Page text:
So Frustrating
 

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So, I went to a range today to burn off a bunch more of the loose-packed Remington hollow points that were about all I could find, about 8 years ago. A group of four young (~ 25 YO, give or take) guys showed up and set up. A cease-fire was called at some point, and they went and set up targets. Next cease-fire, they were wandering all over their area, back and forth up to the firing line and fiddling with their guns, in spite of being reminded repeatedly by the Range Safety Officer to move away from the firing line. I think that the RSO used pretty strong restraint in not giving them what-for. They kept going up and back, too. :mad: I've been on ranges where that behavior got people a bawling-out over the PA system. Next time I go to that range, if it happens again, I will explain (while wearing my NRA CFI hat) that I won't be patronizing their range any more since they can't maintain range safety. Crazy stuff. I have kicked people off the range, before, for that kind of behavior. SMH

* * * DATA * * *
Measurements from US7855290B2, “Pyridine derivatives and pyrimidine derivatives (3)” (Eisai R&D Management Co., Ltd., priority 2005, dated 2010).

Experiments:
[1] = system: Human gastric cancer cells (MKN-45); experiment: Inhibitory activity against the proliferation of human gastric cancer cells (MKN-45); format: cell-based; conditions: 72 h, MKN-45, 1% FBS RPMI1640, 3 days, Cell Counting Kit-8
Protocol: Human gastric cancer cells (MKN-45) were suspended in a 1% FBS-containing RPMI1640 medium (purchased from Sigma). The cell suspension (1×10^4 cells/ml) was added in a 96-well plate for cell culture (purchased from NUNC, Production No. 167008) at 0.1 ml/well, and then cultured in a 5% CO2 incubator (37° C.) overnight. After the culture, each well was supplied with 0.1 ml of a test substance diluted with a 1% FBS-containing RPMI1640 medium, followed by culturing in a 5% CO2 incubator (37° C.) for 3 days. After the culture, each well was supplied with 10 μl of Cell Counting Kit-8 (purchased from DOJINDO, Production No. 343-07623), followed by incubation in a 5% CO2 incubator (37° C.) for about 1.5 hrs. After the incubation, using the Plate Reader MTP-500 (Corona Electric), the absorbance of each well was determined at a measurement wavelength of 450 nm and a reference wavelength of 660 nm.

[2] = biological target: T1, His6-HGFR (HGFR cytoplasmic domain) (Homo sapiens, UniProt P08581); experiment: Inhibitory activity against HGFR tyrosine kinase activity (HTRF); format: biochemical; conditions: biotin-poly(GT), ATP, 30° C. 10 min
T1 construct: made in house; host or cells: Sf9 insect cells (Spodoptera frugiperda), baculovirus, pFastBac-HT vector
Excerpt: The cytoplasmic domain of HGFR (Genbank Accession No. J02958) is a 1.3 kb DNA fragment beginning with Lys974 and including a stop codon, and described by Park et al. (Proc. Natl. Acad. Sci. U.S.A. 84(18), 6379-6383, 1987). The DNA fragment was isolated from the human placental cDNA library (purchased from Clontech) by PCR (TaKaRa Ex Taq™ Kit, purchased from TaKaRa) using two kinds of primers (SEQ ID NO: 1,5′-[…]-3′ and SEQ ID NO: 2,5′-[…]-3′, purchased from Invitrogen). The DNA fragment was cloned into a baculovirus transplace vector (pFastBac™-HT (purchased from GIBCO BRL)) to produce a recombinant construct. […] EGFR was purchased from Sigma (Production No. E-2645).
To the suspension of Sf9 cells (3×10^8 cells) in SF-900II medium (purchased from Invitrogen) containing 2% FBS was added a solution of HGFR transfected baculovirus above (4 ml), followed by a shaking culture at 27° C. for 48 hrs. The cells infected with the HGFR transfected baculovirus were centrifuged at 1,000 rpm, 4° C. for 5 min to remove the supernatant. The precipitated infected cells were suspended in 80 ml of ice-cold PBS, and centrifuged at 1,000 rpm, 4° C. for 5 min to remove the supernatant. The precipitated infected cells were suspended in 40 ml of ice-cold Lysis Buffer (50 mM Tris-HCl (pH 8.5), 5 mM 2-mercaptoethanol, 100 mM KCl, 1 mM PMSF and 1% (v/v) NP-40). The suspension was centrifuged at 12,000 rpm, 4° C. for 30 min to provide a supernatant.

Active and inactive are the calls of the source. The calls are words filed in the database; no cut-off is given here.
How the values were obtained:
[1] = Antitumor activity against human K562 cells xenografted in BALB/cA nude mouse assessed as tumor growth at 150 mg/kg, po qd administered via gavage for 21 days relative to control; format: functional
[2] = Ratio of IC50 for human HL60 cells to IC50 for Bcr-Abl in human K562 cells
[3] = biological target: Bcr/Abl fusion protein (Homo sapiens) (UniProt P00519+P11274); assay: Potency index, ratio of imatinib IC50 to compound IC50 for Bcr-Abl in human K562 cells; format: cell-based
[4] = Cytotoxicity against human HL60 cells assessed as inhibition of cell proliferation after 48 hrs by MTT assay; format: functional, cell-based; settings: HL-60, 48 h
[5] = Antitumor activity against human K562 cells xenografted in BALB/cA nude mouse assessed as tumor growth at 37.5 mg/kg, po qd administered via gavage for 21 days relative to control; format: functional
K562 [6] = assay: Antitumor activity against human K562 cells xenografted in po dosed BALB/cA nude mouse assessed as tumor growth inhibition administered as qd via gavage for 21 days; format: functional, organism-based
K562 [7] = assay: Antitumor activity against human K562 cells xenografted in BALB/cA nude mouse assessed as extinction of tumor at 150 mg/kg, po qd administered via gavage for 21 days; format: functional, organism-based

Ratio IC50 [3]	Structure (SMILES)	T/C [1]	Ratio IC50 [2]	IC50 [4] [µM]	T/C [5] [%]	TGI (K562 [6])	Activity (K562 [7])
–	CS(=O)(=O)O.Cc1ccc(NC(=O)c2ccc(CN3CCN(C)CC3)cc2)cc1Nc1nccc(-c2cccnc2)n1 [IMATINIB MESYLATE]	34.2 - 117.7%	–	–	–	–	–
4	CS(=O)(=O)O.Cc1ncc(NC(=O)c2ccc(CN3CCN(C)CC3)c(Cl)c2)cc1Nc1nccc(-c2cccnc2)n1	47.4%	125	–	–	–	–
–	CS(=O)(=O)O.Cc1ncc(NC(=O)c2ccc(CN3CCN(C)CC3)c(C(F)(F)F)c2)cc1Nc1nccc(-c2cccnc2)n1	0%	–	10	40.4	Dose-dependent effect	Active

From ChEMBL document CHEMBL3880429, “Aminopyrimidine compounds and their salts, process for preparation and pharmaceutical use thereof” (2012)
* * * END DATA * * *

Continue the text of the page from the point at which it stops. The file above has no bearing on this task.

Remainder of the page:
Just wanted to vent. Thanks for the opportunity! I feel better, now! :D
don't blame you one bit. that kid of stuff drives me crazy too. Got to have eyes in back of head to watch out for them.guess its fine line for the RSO as they want business and don't want to chase people off but then again who needs an incident to cope with.
 

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Crazy!

Good thing the indoor range I go to has a check-in counter and behind it are glass windows that give me a clear view of the lanes.
I can see who’s shooting and can make a quick decision if I’m staying or not.